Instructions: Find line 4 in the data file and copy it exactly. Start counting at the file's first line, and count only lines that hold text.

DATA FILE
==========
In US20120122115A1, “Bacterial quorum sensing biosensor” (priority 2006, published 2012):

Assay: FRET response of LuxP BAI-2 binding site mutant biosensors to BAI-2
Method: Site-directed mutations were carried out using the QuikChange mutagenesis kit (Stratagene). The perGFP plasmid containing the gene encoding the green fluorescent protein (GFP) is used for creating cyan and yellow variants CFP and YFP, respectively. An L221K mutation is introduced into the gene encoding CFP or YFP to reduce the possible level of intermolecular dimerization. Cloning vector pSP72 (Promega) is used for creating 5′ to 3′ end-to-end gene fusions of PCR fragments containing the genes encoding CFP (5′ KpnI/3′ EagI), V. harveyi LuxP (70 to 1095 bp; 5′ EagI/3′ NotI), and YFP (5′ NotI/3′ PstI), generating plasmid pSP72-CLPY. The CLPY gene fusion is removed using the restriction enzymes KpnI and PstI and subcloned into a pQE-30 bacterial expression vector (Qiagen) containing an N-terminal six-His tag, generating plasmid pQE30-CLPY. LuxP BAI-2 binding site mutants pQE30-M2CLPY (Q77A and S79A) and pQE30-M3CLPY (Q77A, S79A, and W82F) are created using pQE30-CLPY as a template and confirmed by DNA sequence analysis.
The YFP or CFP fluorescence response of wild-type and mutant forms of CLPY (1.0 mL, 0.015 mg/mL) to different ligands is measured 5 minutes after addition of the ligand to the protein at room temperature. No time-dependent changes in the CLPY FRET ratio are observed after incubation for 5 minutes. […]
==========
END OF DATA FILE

The YFP or CFP fluorescence response of wild-type and mutant forms of CLPY (1.0 mL, 0.015 mg/mL) to different ligands is measured 5 minutes after addition of the ligand to the protein at room temperature. No time-dependent changes in the CLPY FRET ratio are observed after incubation for 5 minutes. […]